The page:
November 20, 2019

How much exercise do you get in a typical week? Whether it’s a run around the block, a long walk around the mall or a trip to the gym, we all know that movement is good for our bodies, but did you know it may be good for your hearing as well?

Recent studies have shown that about 1 in 5 US adults and 1 in 3 senior age Americans suffer from hearing loss. Hearing loss can influence more than just hearing: research shows more incidences of dementia, depression and social isolation when hearing loss plays a role. Hearing damage may make work more difficult as well, which can lead to even more problems as income decreases. Because hearing damage is irreversible, it is crucial to slow or prevent hearing loss before it becomes a major factor.

The ear’s components can break down with aging, and that can lead to various forms of hearing damage. Research has shown, however, that mice who were involved in exercise programs had an average of 5% hearing loss as they got older, as compared with sedentary mice who had 20% hearing loss.

Capillaries in the ears deliver blood and oxygen that protect the cochlea and other surrounding components. Movement and exertion boosts blood circulation, which preserves these capillaries. If you can get your heart pumping just a few times a week, even if it is just a brisk walk down the block, you can preserve your hearing for years to come (not to mention the other health benefits).

According to the U.S. Center for Disease Control, 20% of US adults don’t get enough exercise. Exercise has many recognized health advantages and preventing hearing damage is just one more!

Getting your body moving as much as you can is valuable for many reasons: aerobic activity increases oxygen to every cell of the body, and slows aging! Exercise is shown to help you recover faster from illness, improves your skin, boost mood, and promoting better brain health. It can also give you better sleep at night and more energy during the day.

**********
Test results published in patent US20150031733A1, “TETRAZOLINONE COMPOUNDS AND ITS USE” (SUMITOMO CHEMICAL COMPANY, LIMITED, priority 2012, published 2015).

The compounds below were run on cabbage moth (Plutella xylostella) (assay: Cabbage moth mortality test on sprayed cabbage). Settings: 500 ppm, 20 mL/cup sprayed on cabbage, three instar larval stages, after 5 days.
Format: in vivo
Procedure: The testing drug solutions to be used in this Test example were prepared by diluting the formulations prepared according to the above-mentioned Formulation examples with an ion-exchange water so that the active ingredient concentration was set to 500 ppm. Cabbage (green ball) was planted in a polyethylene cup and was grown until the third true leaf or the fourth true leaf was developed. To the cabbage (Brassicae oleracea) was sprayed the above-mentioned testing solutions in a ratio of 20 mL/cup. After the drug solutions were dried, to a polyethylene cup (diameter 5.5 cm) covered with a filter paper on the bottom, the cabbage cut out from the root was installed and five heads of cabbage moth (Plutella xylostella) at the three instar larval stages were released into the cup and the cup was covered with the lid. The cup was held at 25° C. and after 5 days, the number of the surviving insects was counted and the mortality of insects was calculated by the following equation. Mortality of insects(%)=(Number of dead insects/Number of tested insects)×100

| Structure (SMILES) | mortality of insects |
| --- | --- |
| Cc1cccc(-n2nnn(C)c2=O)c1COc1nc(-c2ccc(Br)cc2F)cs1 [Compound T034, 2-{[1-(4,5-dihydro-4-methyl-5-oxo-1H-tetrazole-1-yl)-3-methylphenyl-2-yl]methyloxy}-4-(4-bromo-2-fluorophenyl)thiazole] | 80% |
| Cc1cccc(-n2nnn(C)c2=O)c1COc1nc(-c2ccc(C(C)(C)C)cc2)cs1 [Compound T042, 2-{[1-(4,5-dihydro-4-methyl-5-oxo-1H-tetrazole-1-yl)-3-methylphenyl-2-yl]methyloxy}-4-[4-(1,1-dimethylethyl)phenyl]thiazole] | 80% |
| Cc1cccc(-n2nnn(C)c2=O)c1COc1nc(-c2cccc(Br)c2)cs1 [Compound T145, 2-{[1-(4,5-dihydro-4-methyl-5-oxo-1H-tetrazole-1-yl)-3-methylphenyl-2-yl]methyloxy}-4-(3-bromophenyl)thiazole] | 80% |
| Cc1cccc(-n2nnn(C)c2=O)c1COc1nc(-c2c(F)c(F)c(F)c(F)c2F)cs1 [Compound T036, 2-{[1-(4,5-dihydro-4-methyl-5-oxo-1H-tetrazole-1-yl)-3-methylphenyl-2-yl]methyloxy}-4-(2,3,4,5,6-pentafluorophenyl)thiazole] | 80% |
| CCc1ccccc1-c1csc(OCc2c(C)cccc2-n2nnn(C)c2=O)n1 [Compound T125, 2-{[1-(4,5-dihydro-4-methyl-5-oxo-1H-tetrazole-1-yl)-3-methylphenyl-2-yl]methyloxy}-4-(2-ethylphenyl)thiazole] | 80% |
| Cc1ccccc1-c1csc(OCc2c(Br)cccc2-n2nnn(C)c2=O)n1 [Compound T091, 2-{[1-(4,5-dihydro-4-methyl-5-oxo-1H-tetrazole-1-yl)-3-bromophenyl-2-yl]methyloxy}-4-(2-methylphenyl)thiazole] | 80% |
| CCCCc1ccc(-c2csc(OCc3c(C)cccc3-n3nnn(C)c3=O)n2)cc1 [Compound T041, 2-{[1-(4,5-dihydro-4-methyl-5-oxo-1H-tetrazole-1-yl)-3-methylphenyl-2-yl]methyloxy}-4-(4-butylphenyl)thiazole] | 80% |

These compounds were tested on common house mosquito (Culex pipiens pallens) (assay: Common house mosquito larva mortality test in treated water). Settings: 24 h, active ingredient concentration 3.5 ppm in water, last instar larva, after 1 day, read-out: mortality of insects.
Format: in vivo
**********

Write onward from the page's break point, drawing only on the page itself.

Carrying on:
Moving your body and increasing heart rate for just 16 minutes per day, 3 times a week will improve health and result in these benefits. We all know that getting exercise will promote a lean figure and overall health. And the good news is many people get better results from short exercise sessions rather than time-consuming cardiovascular workouts. Keep moving as much as you can during the day to get the most benefit. If setting a goal, such as 10,000 steps per day, motivates you—do that! There are plenty of fitness trackers and apps that can help.

A healthy diet of whole foods (without processed food) will maximize nutrients and contribute to healthy hearing and a healthy body. Other tips to protect your hearing are to avoid noisy environments and to train your brain with listening exercises so your brain can interpret sound better.

Always do an annual hearing test, so you can catch any changes early. We may not notice these gradual changes in hearing ability on our own until damage is done.

The first step to halting hearing loss and preventing further damage is to recognize your situation. Come in today for a hearing screening and formulate a strategy to train your brain to listen actively and effectively.

Diablo Hearing Services   2301 Camino Ramon, STE 106   San Ramon (925) 394-4646

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